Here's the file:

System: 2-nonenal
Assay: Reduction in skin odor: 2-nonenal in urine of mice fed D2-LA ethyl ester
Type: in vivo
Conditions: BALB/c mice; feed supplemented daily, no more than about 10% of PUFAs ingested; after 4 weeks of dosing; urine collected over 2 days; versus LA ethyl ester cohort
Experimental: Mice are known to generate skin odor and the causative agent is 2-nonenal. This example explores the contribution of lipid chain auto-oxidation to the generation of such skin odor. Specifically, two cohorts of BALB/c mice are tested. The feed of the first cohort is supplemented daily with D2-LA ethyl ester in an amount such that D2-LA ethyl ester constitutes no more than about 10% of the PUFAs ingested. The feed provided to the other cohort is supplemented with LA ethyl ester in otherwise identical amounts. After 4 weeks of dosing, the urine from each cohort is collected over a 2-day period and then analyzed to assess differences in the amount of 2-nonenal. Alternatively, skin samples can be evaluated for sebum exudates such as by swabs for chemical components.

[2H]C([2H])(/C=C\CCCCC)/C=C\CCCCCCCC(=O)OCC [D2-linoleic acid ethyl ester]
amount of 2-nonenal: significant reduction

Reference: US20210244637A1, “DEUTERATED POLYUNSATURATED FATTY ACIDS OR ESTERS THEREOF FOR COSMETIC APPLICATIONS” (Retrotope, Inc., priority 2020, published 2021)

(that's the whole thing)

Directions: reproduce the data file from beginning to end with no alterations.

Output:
System: 2-nonenal
Assay: Reduction in skin odor: 2-nonenal in urine of mice fed D2-LA ethyl ester
Type: in vivo
Conditions: BALB/c mice; feed supplemented daily, no more than about 10% of PUFAs ingested; after 4 weeks of dosing; urine collected over 2 days; versus LA ethyl ester cohort
Experimental: Mice are known to generate skin odor and the causative agent is 2-nonenal. This example explores the contribution of lipid chain auto-oxidation to the generation of such skin odor. Specifically, two cohorts of BALB/c mice are tested. The feed of the first cohort is supplemented daily with D2-LA ethyl ester in an amount such that D2-LA ethyl ester constitutes no more than about 10% of the PUFAs ingested. The feed provided to the other cohort is supplemented with LA ethyl ester in otherwise identical amounts. After 4 weeks of dosing, the urine from each cohort is collected over a 2-day period and then analyzed to assess differences in the amount of 2-nonenal. Alternatively, skin samples can be evaluated for sebum exudates such as by swabs for chemical components.

[2H]C([2H])(/C=C\CCCCC)/C=C\CCCCCCCC(=O)OCC [D2-linoleic acid ethyl ester]
amount of 2-nonenal: significant reduction

Reference: US20210244637A1, “DEUTERATED POLYUNSATURATED FATTY ACIDS OR ESTERS THEREOF FOR COSMETIC APPLICATIONS” (Retrotope, Inc., priority 2020, published 2021)